The actual costs for the year could be even higher though, as current budgets are based on projections that 800,000 refugees would arrive in Germany in 2015.
However over one million people have eventually made the journey to the Bundesrepublik, fleeing war and economic hardship in their own countries.
This record inflow of migrants came as a major challenge to the EU countries, Germany included.
Top spenders are set to be North Rhine-Westphalia and Bavaria, which have set aside €4 billion and €3.3 billion for refugees, respectively.
Hesse changed its budget plans from the summer up to the end up the year to include an extra €725 million for refugees, pushing the central German state’s total allocation for those seeking asylum up to €1.3 billion for 2016.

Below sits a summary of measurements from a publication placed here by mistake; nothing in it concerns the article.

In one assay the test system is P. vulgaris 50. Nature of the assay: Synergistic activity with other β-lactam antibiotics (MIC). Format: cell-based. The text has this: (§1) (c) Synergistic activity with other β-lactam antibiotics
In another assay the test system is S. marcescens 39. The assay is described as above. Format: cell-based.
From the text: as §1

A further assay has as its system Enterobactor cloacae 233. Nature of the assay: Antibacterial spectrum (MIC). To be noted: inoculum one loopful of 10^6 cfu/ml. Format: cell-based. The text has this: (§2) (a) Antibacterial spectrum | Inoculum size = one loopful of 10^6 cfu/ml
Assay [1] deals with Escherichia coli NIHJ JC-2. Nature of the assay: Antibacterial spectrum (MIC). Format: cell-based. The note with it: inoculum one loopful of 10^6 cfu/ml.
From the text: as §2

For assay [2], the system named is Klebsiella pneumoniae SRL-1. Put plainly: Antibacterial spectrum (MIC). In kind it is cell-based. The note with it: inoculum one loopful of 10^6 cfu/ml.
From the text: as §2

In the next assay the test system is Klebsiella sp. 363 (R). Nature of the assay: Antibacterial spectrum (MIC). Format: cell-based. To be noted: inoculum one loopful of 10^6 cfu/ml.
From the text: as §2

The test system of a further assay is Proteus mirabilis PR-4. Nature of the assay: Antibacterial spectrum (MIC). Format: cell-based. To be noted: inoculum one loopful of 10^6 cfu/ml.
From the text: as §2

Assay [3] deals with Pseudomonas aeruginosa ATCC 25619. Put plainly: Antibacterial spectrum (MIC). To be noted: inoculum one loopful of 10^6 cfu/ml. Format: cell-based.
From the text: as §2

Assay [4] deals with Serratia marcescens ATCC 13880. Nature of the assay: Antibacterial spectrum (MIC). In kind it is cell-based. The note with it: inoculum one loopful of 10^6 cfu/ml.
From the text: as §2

Saarland on the other hand is only budgeting €100 million in refugee help.
Feeling the pinch of this additional financial burden, the German regions asked for an additional 9.6 billion euros a year starting from 2020.
“As no one knows exactly how many more migrants are going to come in, we may have to adopt an additional budget for 2016,” a finance ministry official in Hesse told the newspaper.
The European migrant crisis began in 2015, when a rising number of refugees and migrants from the Middle East, Africa, South Asia and Balkans began to makemaking the journey to the European Union to seek asylum, travelling across the Mediterranean Sea or through Southern Europe.
Europe is currently struggling to cope with a massive refugee influx, with hundreds of thousands of refugees and migrants fleeing conflict-torn countries of the Middle East and North Africa in search of safety and refuge in Europe. Many of them strive to get to wealthier EU states, such as Germany, for the sake of social benefits, free education, and good quality medical services.